The Great Commission is Not the Greatest Commandment

Religion without social justice is meaningless.

There are those who get to Matthew 28 in their Bibles and ignore virtually everything that was written before. The Great Commission, as it's commonly called, refers to Jesus' words calling us to make disciples, but it's a phrase that appears nowhere in Scripture. More importantly, it's a phrase that completely misrepresents the Christian religion. Yes, Jesus said that worldly gain is useless without a saved soul, but the good Samaritan suggests that he also cares about the body.

In this parable, Jesus describes a priest and a Levite (both educated in the law of Moses) who walked by and ignored a man nearly beaten to death. Then he describes a Samaritan (considered unclean and unrighteous by the Israelites) who showed compassion for the beaten man and took him to an inn to heal. One can only guess what Jesus was implying as far as the motives of these individuals goes, but Martin Luther King, Jr. famously made an attempt:
The first question that the priest asked, the first question that the Levite asked was, "If I stop to help this man, what will happen to me?" But then the Good Samaritan came by, and he reversed the question: "If I do not stop to help this man, what will happen to him?"
Dr. King rightfully noted how the Samaritan put the other man's needs first, something many evangelists would claim to adhere to by placing others' spiritual needs first. However, the argument loses steam when you place them inside the narrative of the parable.

One could only imagine the beaten man's spirit failing upon seeing not one but two religious leaders passing by without offering help. But then, another man, dressed in a sport coat and skinny jeans, kneels beside him. The evangelist asks him if he would like to ask Jesus into his heart to be his personal savior. He takes so long praying fervently for his soul that the Samaritan mistakes his piety for compassion and continues along without stopping. Feeling satisfied that the man's future is secure, the evangelist gets up and moves on leaving his earthly shell to die.

The parable might end like that today, but that's not how it ended when Jesus told it. In fact, the context of the parable indicates that if we truly cared about people, we wouldn't just care about them in the next life.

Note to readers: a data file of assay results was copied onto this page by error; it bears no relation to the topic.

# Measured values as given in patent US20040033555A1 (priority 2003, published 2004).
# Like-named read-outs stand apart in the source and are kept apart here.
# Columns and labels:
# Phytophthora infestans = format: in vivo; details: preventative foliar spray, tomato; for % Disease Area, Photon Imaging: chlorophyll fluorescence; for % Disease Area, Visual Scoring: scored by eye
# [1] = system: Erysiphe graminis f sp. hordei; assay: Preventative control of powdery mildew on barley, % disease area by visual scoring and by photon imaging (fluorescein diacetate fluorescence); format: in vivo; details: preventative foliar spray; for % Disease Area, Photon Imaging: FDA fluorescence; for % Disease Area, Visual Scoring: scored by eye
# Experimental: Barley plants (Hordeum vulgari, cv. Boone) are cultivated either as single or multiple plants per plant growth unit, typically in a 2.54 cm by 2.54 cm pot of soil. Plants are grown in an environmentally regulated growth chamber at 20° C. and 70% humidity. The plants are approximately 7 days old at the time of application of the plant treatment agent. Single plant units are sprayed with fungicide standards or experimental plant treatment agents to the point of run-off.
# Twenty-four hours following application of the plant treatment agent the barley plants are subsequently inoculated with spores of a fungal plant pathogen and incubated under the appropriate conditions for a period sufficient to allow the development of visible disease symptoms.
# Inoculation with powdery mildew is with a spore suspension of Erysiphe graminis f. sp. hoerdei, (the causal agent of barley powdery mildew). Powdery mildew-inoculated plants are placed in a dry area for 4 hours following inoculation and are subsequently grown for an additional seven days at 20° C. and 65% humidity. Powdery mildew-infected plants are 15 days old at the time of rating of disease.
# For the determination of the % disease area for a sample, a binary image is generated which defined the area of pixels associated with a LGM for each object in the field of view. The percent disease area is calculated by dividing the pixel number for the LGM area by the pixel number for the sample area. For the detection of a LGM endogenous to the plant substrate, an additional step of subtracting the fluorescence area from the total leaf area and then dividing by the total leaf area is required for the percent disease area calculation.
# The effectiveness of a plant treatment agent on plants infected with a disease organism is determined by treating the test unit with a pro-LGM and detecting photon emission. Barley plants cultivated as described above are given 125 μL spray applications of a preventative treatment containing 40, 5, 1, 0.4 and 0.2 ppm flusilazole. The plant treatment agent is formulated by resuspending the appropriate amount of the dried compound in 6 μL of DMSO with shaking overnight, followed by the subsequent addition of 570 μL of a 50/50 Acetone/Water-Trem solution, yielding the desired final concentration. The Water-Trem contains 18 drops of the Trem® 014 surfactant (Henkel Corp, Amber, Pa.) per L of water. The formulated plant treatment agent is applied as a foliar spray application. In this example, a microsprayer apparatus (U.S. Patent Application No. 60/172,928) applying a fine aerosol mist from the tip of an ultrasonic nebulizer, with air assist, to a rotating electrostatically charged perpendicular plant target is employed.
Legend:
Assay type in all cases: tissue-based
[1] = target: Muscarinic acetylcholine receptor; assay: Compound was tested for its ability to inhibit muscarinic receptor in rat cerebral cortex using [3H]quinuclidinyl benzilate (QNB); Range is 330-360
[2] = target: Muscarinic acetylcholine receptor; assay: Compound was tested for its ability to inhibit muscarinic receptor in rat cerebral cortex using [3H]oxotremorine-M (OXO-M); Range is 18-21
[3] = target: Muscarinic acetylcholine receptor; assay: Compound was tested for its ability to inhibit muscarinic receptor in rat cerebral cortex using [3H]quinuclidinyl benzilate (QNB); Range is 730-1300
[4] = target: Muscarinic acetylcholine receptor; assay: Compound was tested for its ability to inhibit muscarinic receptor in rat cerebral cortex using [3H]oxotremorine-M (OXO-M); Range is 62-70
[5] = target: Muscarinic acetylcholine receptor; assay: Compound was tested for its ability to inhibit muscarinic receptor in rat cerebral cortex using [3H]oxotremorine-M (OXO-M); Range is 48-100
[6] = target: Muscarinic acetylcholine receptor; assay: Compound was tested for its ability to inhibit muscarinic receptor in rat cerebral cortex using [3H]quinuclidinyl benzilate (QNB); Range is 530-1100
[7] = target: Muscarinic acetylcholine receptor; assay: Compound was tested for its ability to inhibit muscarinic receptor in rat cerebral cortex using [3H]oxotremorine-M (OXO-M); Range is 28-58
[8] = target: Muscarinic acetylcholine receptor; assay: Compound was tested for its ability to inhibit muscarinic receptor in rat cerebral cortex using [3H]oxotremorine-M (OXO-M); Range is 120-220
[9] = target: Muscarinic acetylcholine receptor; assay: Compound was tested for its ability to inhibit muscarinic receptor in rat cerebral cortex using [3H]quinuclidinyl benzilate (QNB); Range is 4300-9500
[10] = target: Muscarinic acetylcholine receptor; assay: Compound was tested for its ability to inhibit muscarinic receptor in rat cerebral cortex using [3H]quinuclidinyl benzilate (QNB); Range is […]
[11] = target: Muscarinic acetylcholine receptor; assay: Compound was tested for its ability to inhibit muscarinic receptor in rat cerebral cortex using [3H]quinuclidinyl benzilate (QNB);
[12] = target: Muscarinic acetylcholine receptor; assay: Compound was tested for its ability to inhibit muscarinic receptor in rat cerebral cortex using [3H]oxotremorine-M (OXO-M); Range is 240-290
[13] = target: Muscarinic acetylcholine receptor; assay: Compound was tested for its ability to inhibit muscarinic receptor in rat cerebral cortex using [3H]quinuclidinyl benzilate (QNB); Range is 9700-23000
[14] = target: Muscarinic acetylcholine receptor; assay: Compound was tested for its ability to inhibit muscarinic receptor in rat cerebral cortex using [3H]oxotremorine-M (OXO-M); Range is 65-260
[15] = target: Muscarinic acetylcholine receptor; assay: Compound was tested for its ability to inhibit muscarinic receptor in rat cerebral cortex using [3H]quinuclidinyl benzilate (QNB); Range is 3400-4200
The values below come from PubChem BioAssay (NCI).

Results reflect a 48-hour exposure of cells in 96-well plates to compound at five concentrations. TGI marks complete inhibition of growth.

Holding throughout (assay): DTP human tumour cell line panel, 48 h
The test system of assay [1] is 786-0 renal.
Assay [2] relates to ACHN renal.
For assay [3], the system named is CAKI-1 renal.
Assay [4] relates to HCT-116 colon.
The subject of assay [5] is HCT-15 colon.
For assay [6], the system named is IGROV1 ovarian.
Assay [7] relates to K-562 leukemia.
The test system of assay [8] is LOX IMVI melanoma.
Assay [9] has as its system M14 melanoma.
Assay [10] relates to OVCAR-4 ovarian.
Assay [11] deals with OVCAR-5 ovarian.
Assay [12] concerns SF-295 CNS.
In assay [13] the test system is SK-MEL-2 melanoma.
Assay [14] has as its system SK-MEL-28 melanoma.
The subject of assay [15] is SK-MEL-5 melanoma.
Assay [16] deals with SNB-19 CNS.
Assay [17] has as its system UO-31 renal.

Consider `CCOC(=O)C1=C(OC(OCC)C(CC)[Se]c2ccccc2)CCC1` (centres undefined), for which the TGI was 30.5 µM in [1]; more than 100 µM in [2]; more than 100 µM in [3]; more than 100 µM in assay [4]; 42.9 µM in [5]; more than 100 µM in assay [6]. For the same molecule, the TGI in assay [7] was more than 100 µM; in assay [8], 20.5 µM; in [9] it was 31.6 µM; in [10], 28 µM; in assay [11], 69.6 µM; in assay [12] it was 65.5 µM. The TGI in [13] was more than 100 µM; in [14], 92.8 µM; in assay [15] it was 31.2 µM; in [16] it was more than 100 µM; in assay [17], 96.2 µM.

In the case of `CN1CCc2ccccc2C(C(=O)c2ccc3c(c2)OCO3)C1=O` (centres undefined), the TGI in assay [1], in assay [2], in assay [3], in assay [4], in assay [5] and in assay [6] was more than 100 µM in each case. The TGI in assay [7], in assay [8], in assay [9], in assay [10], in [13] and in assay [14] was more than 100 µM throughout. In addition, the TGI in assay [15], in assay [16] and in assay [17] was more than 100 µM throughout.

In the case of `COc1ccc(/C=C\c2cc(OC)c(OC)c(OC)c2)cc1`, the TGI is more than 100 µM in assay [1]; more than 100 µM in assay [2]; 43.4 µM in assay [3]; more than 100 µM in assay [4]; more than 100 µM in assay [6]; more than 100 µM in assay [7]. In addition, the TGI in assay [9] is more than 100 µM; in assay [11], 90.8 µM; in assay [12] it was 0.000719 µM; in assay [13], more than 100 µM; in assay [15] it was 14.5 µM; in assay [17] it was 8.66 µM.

Jesus told that story because an expert in the law challenged him on how a person inherited eternal life. They both agreed that loving God and loving one's neighbor were all that were necessary. Elsewhere in Scripture, he described these as the two greatest commandments upon which hang all the law and prophets. Since loving God means keeping his commandments, it should draw pause that many of them are frequently subordinated to the urgency of the Great Commission.

For example, God commanded us to promote justice multiple times in the law--in particular, with caring for the poor, needy, and oppressed. Sadly, the prophets had to call out God's people many, many times for withholding justice. We not only have records of God's commands about justice, we have detailed accounts of him correcting its failed execution.

For something treated secondary if not tertiary to spreading the gospel, it's mentioned quite a bit. But the prophets didn't just call out the people for lacking justice; they criticized them for what they were doing in place of justice. Isaiah condemned their sacrifices, offerings, feasts, festivals, and prayers (all of which were prescribed in the law) because the peoples' injustices made them worthless. Even Jesus accused the Pharisees of minding the subtleties in the law rather than the overarching principles.

If it disturbs you that God completely ignored their acts of worship, it should. However, Zechariah offers some insight: "Was it really for me that you fasted? And when you were eating and drinking, were you not just feasting for yourselves?" Perhaps there's more truth to Dr. King's words than he realized: "If I stop to help this man, what will happen to me?"

Just as James condemned those who, in faith, encouraged the needy to "be warm and fed" without lifting a finger to help, nothing identifies the self-serving faster than lip-service. It's easy to badger your co-workers about faith or fill your timeline with John 14:6 memes and call yourself a good Christian. But it's not so easy to sacrifice your well-being for someone who may never follow Jesus. Which is funny because that's exactly what God did and exactly what he calls us to do.

The Great Commission is just another worthless offering that we do in the name of our own piety. The greatest commandments, on the hand, suggest that loving God means loving others. And we cannot claim to love God if we love others merely in words and not action. We cannot claim to know true religion if we do not seek justice.


Photo credit: In Da Midst via Foter.com / CC BY-SA

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